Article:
Who Hates Women Most? Pence, Trump or Weinstein?

Taylor Swift, Este Haim, Jaime King, Harvey Weinstein and Lorde attend The Weinstein Company & Netflix's 2015 Golden Globes After Party at The Beverly Hilton Hotel on January 11, 2015 in Beverly Hills, California. Angela Weiss/Getty

This article first appeared on the Libertarianism site.

Vice President Mike Pence won't meet alone with women.

Meanwhile, guys like Donald Trump and Harvey Weinstein won't keep their hands off them.

2017 is the year of the strict binary. Women's roles are no exception.

Pence's camp would have women kept in some sort of professional purdah, where important avenues to public influence and power are cut off because it is just too morally dangerous to interact with women on equal terms.

Trump and Weinstein would have women brought front and center—as long as they're showing off a lot of cleavage and getting groped—but only as signals of their masculine power and success.

Which role do you want, women of 2017? You get to pick one. No. You have to pick one. That's how 2017 works.

I'm not saying anything complicated here. There's hardly anything to analyze. Pointing out the nature of this problem isn't even Feminism 101—it's remedial Feminism for people who still aren't sure women should have the vote or learn to read.

We can tell it's remedial because observations that classical liberals have been making about women for centuries seem up to date again.

In Harriet Taylor's 1851 essay on "The Enfranchisement of Women" she writes,

When, however, we ask why the existence of one half the species should be merely ancillary to that of the other—why each woman should be a mere appendage to a man…the only reason which can be given is, that men like it.

It is agreeable to them that men should live for their own sake, women for the sake of men: and the qualities and conduct in subjects which are agreeable to rulers, they succeed for a long time in making the subjects themselves consider as their appropriate virtues.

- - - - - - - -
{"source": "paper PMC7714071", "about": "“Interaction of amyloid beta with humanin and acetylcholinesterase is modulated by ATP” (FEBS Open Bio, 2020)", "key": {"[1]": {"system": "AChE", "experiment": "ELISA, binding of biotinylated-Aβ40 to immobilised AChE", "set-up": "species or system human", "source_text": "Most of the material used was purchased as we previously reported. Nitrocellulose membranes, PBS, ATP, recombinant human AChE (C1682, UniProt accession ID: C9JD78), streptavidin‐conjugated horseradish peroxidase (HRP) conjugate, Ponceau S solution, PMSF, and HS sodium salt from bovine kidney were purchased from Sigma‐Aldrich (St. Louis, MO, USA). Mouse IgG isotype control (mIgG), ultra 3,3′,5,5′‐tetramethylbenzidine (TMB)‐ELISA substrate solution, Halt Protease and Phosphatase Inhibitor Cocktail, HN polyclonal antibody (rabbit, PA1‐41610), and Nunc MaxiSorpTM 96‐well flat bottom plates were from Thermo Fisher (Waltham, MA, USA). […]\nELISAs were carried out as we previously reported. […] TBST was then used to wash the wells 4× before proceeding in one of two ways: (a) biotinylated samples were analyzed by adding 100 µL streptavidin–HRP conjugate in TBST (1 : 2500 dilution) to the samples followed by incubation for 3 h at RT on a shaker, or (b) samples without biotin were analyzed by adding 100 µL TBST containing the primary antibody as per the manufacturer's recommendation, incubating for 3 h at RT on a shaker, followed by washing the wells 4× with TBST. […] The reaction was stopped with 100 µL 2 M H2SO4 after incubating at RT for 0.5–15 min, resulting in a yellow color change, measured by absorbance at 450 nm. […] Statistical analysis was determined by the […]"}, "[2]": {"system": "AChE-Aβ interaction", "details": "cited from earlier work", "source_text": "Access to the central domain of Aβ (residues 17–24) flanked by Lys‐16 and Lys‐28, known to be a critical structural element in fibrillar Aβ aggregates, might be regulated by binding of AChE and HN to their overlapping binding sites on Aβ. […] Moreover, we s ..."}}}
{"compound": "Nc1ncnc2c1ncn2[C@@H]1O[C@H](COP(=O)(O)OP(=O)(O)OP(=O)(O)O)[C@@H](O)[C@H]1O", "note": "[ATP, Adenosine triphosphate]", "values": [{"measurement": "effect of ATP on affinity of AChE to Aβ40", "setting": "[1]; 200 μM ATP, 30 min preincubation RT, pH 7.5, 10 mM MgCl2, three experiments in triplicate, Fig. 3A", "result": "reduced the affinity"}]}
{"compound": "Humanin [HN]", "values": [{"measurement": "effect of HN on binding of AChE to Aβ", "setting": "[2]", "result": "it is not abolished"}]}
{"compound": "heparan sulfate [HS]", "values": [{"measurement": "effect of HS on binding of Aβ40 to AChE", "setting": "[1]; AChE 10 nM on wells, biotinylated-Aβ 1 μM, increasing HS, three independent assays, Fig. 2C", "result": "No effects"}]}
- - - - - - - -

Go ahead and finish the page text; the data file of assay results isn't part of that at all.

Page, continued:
This is as neatly descriptive of the trap that is closing on 21st-century women as anything published yesterday. [For those of you reading this and noting #notallmen or preparing to write a cranky comment noting that men can be and are sexually harassed and objectified as well, please simply replace "men" in Taylor's comment with the phrase "people with power" and replace "women" with the phrase "people with less power."]

Those who think women must be secluded from men because they offer too many dangerous temptations or too much potential for rumor, and those who think that women are just great as long as they can be treated like amusement parks may appear to be treating women differently. But they're really both doing what Taylor said almost 170 years ago—treating women as ancillary to men.

It matters, of course, that guys like Weinstein are sexually predatory, while guys like Pence are just exclusionary. One is illegal. The other is merely obnoxious.

Happily, there's a solution to both, formulated by Mary Wollstonecraft in 1792. "[C]onsider women in the grand light of human creatures, who, in common with men, are placed on this earth to unfold their faculties."

Don't isolate them behind locked doors. And don't grope them there either.

Treat them like human creatures who have their own faculties to unfold and their own ends to pursue.

Surely we should have gotten this right by now. After all, 2017 is practically over.

Sarah Skwire is the Literary Editor of FEE.org and a senior fellow at Liberty Fund, Inc.